As a result, the losses are immense. The entire fourth stanza beginning: ‘What the hammer? what the chain…’ is deleted. The two final lines from the third stanza are also gone. These lines include: ‘What dread hand? & what dread feet?, a line Graves objected to because he felt ‘Blake got into a muddle, crossed out his lines and then left the thing grammatically incoherent’.

Also missing are the first two lines of the fifth stanza, which contains the couplet:

‘When the stars threw down their spears

And water’d heaven with their tears…’

Graves’ stated reason for the puzzling deletion of these lines belonging to ‘the famous last stanza’ is that their meaning ‘is not altogether clear’ and that ‘Blake does not indicate whether the stars threw down their spears in bellicose mood, or simply let them fall from their grasp in grief.’

This is pedantry at its worst. Given the tight restrictions of metre and the rhyme scheme, let alone the immediacy of the subject matter, it would be interesting to see how Blake could have (or if he really should have) ‘indicated’ the supposed mood of the stars.

‘The difficulty,’ Graves states, ‘is it doesn’t quite make sense.’ Perhaps this is so, and yet, Blake’s ‘The Tyger’ is one of the most popular and most quoted of English poems, one that many readers find to be within their comprehension after a careful read through.

It is, of course, quite possible that the huge popularity of ‘The Tyger’ was what originally attracted Grave’s enmity, an enmity that appears to go back a long way. ‘It is easy to criticize the faulty craftsmanship of Tyger, Tyger, as I did in an Oxford lecture’, Graves confesses, as he mis-names Blake’s poem, no doubt thinking of the title of his own essay.

The rewrite or re-arrangement is therefore a way for Graves to attempt to belittle a powerful poem and try and infuse his own poetic sensibility into an already-written and canonical text. Unfortunately, for Graves, Blake is far too big a poet and personality to be competed with, which is why Graves’ version of the poem has not only subsequently been lost, but expunged from every Robert Graves reference.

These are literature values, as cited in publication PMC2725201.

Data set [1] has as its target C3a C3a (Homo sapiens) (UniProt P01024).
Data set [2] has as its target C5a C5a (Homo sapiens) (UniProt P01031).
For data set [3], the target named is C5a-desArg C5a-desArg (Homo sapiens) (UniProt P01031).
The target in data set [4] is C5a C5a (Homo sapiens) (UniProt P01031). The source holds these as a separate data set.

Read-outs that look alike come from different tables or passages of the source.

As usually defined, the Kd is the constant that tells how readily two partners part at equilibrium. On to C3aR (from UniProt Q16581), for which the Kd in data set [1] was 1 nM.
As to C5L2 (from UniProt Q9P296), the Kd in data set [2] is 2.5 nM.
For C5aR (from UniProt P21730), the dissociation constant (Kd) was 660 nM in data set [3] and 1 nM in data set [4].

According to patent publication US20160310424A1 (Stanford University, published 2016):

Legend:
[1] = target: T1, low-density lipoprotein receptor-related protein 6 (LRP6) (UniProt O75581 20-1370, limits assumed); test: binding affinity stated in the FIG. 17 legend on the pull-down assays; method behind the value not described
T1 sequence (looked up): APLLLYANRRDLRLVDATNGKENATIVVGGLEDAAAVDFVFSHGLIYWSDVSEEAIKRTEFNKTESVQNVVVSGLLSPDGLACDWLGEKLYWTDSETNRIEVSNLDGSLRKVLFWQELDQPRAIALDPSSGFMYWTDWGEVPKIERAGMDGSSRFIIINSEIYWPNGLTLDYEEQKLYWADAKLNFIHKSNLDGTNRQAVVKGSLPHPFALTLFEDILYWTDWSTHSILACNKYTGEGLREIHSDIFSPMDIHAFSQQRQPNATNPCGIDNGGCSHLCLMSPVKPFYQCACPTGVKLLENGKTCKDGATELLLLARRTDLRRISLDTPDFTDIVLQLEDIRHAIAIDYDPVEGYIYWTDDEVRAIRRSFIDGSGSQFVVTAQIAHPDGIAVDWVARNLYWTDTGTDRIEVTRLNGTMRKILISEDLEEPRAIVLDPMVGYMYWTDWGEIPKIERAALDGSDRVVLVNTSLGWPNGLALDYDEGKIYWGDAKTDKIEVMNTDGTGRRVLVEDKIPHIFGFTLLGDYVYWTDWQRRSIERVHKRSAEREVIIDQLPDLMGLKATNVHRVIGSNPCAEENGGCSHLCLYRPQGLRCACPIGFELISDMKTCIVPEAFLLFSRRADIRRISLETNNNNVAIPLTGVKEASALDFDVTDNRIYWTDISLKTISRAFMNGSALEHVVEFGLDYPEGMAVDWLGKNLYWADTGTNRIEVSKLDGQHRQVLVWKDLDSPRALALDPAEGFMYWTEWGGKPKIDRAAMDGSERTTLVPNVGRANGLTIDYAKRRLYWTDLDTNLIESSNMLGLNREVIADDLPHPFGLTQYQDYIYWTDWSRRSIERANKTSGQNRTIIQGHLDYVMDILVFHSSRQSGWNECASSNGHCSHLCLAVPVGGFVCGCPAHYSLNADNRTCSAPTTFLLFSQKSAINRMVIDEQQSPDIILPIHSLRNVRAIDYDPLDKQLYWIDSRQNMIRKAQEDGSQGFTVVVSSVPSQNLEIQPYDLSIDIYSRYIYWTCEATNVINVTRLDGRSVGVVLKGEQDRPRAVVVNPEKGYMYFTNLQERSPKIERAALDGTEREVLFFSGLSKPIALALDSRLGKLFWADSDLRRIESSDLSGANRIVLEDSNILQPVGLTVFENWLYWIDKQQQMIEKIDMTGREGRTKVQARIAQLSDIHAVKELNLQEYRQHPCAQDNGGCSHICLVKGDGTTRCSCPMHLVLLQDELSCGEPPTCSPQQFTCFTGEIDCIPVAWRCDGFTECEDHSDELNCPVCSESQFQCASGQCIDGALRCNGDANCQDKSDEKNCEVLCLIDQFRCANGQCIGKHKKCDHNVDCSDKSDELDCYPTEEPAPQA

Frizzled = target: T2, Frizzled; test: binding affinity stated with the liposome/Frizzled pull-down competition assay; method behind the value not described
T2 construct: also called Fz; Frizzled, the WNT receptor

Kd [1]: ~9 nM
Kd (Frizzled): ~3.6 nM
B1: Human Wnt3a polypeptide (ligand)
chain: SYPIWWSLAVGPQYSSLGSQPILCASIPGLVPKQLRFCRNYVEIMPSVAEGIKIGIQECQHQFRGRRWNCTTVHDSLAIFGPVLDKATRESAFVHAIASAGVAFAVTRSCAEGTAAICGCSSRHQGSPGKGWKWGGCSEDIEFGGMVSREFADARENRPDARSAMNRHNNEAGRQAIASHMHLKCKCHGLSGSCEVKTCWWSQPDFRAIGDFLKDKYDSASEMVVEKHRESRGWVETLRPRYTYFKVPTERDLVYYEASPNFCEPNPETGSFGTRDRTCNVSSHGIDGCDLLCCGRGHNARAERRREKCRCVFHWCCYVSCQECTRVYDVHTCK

According to one of the editors of Robert Graves’ Complete Works, no extant copy of the above poem exists. However, a transcript of it is available from an edition of Omnibus, a weekly BBC documentary programme. The programme shows the poem stanza by stanzas, with the name Robert Graves printed beneath the final stanza. The Omnibus documentary Graves took part in was entitled Tyger, Tyger and was an examination of the continued popularity of William Blake’s poem. Graves mentions this at the start of his essay, which was written to expand on the vaguely-expressed, vaguely theoretical ideas he had put forward so laconically in the documentary.

The above poem, ‘The Tiger’, by William Blake and Robert Graves is a collaboration of two very unlike minds. The resulting poem belongs with the many other ‘versions’ of famous works by others which Graves has attempted to ‘arrange’ throughout his career. That it is a failed experiment does not invalidate it as a poem – it still retains enough of Blake’s narrative drive to give it some life. As a poem, it lives – therefore, it should not be ignored.

Works Cited

Blake, William. ‘The Tyger’ in The Complete Poems. Ed. Alicia Ostriker. London: Penguin Books, 1981

Graves, Robert. ‘Tyger, Tyger’ in The Crane-Bag and Other Disputed Subjects. London: Cassell & Co. Ltd, 1969

Graves, Robert & Hodge, Alan. The Use and Abuse of the English Language. London: Paragon House Publishers, 1990

Tyger, Tyger – An Omnibus Documentary. BBC Television, 1967


A Collaboration of Unlike Minds: Robert Graves’ and William Blake’s The Tyger